Making a Tip Cat and Bat


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I love the old Sloyd books, but I sometimes puzzle over what the projects are supposed to be for. "Bat for Tip Cat" (Figure 6-2) and "Tip Cat" (Figure 6-1), both in Gustaf Larsson’s Elementary Sloyd and Whittling, didn’t make any sense to me when I first looked at them. They’re both great simple whittling projects, though very different - and when you’re done, you or your kids can play!

Tip-cat is a simple game that requires two pieces of wood: the "cat" itself, and a bat. To play, you hit the tip cat with the bat to make it jump in the air, and then hit it again to send it flying. The rest of the rules seem to be more variable. And don’t worry - that "cat" doesn’t resemble the animal. I’m not sure where the name comes from.


Wikipedia has information on Tip-cat and similar games including Dandi Biyo, Gilli-danda, and Jachigi.

Figure 6-1. The tip cat.
Figure 6-2. The bat for hitting the tip cat.

Larsson provides very specific measurements for these, but you don’t need to build them to his specifications. I’ve seen pictures of tip cats that had four sides rather than eight, and bats were often sticks. Larsson also expected teachers to provide blanks cut close to the right dimensions. You probably won’t have that luxury.


I don’t follow Larsson’s directions precisely. His also work, of course, though they assume a few tools - a square and compass - that come later in this book. Also, given the tip cat’s origins as a rough street game, it isn’t a project where precision is critical.

Carving a Tip Cat

It’s easiest to carve a tip cat from a piece that’s roughly a square on its ends and four times that dimension in length. You want the grain of the wood running the length of the piece. I found about the right piece in a "Whittler’s Kit" bag of basswood I bought at a craft store. It wasn’t perfectly square, but since I was carving it anyway, that wasn’t hard to fix.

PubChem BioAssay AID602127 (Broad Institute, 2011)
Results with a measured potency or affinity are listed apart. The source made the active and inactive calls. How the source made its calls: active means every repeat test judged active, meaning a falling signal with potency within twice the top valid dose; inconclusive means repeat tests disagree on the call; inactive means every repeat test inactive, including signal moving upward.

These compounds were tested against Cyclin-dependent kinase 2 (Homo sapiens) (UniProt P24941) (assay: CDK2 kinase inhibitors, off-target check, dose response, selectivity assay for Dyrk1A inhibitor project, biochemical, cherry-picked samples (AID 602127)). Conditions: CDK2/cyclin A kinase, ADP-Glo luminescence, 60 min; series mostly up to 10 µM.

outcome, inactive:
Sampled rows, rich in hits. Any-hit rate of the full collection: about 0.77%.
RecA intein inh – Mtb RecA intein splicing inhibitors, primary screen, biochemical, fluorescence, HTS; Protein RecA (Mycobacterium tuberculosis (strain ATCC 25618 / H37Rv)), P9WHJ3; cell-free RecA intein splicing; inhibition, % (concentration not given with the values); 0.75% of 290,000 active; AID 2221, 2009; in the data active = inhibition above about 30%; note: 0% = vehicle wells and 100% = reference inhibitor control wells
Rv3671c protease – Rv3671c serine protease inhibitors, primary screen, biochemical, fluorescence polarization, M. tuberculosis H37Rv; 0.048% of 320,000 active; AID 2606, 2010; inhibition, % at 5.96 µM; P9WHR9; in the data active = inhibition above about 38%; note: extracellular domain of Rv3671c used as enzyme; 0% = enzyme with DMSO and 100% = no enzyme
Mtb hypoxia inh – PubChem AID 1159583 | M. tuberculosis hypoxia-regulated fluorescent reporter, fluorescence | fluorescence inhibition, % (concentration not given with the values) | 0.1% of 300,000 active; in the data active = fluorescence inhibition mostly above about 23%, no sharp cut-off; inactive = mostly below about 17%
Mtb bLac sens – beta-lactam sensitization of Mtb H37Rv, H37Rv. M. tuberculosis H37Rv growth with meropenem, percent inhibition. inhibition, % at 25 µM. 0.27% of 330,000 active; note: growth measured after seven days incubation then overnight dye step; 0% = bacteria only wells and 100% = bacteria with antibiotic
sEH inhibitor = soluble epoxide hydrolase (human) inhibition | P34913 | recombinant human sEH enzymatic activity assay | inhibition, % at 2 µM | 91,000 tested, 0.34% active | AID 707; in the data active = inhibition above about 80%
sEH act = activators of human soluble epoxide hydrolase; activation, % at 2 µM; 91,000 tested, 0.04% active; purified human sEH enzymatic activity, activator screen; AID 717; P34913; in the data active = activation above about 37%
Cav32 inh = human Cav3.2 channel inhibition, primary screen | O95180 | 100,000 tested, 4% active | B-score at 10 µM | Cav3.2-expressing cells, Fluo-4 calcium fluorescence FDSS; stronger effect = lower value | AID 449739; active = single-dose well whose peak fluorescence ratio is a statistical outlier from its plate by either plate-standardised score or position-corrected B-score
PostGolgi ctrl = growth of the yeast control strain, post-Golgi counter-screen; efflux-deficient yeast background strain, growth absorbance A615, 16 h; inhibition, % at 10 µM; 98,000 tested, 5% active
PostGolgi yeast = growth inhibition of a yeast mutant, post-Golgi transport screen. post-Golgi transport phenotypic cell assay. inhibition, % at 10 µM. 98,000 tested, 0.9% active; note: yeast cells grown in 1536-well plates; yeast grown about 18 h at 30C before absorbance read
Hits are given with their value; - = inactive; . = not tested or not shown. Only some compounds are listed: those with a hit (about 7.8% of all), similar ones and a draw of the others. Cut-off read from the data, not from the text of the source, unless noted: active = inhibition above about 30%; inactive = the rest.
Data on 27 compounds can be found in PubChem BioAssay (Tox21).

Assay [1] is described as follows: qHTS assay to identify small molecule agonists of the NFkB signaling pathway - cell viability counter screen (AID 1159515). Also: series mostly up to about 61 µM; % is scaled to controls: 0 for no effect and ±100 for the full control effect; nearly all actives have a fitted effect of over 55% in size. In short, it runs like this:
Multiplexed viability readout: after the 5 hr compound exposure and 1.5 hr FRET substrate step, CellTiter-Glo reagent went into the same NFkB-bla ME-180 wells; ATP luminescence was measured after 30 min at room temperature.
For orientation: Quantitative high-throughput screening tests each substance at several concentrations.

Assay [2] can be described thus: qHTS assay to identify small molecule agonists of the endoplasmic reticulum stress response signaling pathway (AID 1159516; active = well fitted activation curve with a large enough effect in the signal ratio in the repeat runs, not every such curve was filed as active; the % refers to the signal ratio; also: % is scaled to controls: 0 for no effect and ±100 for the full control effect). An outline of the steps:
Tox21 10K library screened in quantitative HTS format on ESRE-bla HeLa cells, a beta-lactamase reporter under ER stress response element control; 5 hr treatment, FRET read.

However, I recommend working from a piece of pine 2x2. That might sound too big, but its real dimensions are 1 3/8" x 1 3/8". Reaching 1" by 1" takes some time (around an hour for me), but will give you an opportunity to see what happens as you slice through wood. Even the worst screw-up won’t cost you much, and it is much easier to see common issues you will encounter in more important places.

To get started, saw off a 4-inch piece of pine, as shown in Figure 6-3. I used the miter box because I had it handy and it protected my worksurface, but obviously you don’t need to. Try to choose a piece which won’t have knots in the places you’l be cutting. I wasn’t that smart, so you can see how I dealt with a knot below.

Figure 6-3. Sawing a 4" piece in the miter box.

Once you have the piece that will become your tip cat, mark two sides of it with the measurements Larsson suggested. Be sure to mark the two sides from the same corner. The rounded edge may give you a bit of headache. For this project, remember that it doesn’t need to be perfect. You won’t need to fit other pieces based on these measurements. I measured from the edge as shown in Figure 6-4, marked with pencil, and then drew lines across.

Figure 6-4. Laying out the measurements for the octagon - 3/8", 1/4", 3/8".

One of my favorite features of the ruler that came in my combination square - see ??? - is that it has a face with markings only in eighths. It makes it easy to see proportions and get simple things right. Don’t race out to get on yet, but it’s a nice reminder for me that what seems like less precision can be helpful.

Next, mark the end of the piece so you can tell what you’ll be removing in your quest to make it smaller. Make very sure that you’ve marked your 1" square from the same edge you used for your earlier measurements. Take a close look at how the lines you made on the sides compare to the lines you made on the ends. As shown in Figure 6-5, I darken the area that will go away. Pencil lines in end grain can be hard to see, but a dark area is clear.

Figure 6-5. Measuring an inch by an inch on the end and marking the waste.